Kerry campaign's quick response to Swift boat vets

By MARIE HORRIGAN, UPI Deputy Americas Editor

WASHINGTON, Aug. 5 (UPI) -- The campaign for Democratic Party presidential nominee Sen. John Kerry of Massachusetts issued an exhaustively researched and extensively sourced 36-page refutation Thursday of allegations Kerry lied about events during his service in Vietnam, including how and why he received medals, and had fled the scene of a battle.

The document outlined extensive connections between the group levying the charges, Swift Boat Veterans for Truth, and high-ranking Republicans, including presidential adviser Karl Rove, and said the allegations were part of a right-wing effort to smear Kerry.


The release came less than a day after Swift Boat Veterans for Truth launched a three-state advertising campaign that questions Kerry's character and fitness based on members' personal knowledge of his military performance.

In a series of sworn affidavits obtained by United Press International, members of the group charged Kerry lied about events that led to his receiving a Bronze Star and Purple Heart. They said Kerry fled the scene of battle leaving behind several other boats, one of which was disabled, and recommended himself for commendation under false pretenses.


The Kerry campaign's document outlines connections between the group's top funders and President Bush and Rove, as well as contradictory statements by some of the people offering testimony on behalf of the group.

"Far from being a grass-roots organization of veterans, this group is a front for the right-wing Texas Republicans to try and take away one of John Kerry's political strengths -- his service to the country in Vietnam," the document said.

In an effort to impugn Kerry's record, the group has made "ridiculous claims such as: Kerry's wounds were self-inflicted, Kerry never received enemy fire on the day he saved Jim Rassmann's life, and Kerry was not a good commander.

"Needless to say, all of these are false, and they have been contradicted by official Navy documents, eyewitness accounts, independent investigations and, in some cases, by the very same people who are now making these claims."

The document focuses on three people -- Houston developer Bob Perry, media consultant Merrie Spaeth and Dallas real-estate magnate Harlan Crow -- who are connected to the group as well as to Republicans causes.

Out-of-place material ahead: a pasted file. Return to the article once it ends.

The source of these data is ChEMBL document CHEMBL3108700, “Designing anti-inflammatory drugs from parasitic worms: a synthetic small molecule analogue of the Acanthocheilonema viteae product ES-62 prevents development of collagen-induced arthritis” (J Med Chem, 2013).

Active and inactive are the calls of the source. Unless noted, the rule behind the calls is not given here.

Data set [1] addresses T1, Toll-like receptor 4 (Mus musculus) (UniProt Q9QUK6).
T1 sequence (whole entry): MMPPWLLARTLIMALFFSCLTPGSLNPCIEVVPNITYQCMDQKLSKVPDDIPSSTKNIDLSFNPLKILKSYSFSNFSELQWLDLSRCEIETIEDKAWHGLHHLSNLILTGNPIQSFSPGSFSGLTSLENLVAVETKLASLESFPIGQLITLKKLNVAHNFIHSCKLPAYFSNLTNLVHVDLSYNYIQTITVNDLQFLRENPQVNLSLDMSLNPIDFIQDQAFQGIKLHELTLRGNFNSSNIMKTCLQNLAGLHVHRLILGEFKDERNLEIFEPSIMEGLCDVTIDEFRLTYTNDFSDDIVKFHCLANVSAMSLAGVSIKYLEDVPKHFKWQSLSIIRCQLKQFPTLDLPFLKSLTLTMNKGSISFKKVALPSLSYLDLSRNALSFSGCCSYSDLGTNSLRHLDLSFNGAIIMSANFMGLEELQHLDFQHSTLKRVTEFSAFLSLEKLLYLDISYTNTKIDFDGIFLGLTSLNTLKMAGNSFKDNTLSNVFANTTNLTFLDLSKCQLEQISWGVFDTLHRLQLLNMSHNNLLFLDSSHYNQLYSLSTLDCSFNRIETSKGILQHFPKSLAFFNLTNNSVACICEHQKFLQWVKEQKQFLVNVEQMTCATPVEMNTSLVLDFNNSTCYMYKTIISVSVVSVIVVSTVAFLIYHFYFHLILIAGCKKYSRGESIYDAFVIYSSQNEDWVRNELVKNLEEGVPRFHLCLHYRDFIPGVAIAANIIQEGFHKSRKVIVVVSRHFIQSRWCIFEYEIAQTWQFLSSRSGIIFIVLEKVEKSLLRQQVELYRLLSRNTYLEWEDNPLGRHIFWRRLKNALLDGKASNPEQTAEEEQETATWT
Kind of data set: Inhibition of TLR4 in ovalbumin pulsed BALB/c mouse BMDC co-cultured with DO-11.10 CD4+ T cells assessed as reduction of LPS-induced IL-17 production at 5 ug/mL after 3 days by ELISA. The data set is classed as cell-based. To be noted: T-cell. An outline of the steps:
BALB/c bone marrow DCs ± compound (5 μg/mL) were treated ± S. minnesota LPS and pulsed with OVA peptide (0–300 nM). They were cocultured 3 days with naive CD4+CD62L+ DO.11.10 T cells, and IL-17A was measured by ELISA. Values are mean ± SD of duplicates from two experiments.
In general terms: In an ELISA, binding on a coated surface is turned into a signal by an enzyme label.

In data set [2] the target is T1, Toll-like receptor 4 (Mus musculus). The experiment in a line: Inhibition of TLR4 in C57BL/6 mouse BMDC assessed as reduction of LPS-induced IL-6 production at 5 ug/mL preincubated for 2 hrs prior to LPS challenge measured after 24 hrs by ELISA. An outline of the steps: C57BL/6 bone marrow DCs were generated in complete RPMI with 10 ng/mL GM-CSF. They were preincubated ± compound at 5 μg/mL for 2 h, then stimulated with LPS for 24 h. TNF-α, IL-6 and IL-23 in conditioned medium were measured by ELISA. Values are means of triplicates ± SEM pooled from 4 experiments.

Perry, who has donated two-thirds of the group's funding, is described as the largest political donor in Texas. The document reports he has donated $5 million over the past three years to Republicans and conservative causes, including more than $130,000 to Bush family campaigns. Perry also has worked numerous times with Rove to elect Texas Republicans, the document said.


The document described Spaeth as closely tied to Bush. According to the document, Spaeth was a spokeswoman for Bush's 2000 smear campaign against Sen. John McCain, R-Ariz., then his opponent for the party's nomination. Crow, the document said, is a steady GOP fundraiser and trustee to the "George Bush Foundation." Spaeth occasionally writes a column that UPI distributes.

It also refutes specific allegations and testimony against Kerry, including allegations by one of Kerry's commanding officers, Grant Hibbard, that he was not engaged in combat and had minor wounds when he put in for a Purple Heart. However, Hibbard's action report after the incident indicated he had not observed any significant weaknesses and in fact gave Kerry the highest ratings in three categories.

Another commanding, George Elliott, also has come out against Kerry but had described him as "unsurpassed" as a Swift boat commander in a 1969 report.

Dr. Louis Letson claims to have treated Kerry after the firefight and described his wounds as very superficial, but the campaign's document says Letson has no evidence to prove he treated Kerry.

Besides the document, the campaign also offered quotes from some of Kerry's veteran supporters, who have been central to his campaigning.


"These assertions are garbage. These people weren't there with John Kerry. If he hadn't made the right command decisions, in my opinion, we would be some of the names on that wall," Gene Thorson, one of Kerry's crewmates, said in comments provided by the campaign.

Jim Rassmann, a former Special Operations officer Kerry said he saved during a firefight, disputed the group's allegations there had been no enemy fire.

"That's a pure fabrication. ... The fire was strong enough to knock out Tommy Belodeau's machine gun. ... I was in the middle of the firefight," Rassmann said.

Rassmann also denied allegations he was just one of many people in the water during the action. "There was one person in the water that day, and that was me. Anyone who is telling you otherwise is giving you a lie," he said in those same comments.

Campaign spokesman Chad Clanton told UPI the group's charges were "patently false."

"This crowd clearly has a partisan political agenda," he said. "You know, it's not surprising they have close ties to the Bush White House and that they're funded by some of Bush's top donors in Texas.

"The bottom line is, John Kerry risked his life to save the lives of others," he said. "He volunteered to serve his country, he put his life on the line in the battlefield. And, you know, it's pretty disgusting the way some people are trying to tear down his military record.


"You've got to wonder what political goals they have in mind. You've got to wonder who's behind them," he said.

The campaign's document directly addresses that question. Its final page -- headlined "Who Could Be Organizing These False, Negative Attacks on John Kerry?" -- features a picture of Bush with his arm around Rove.


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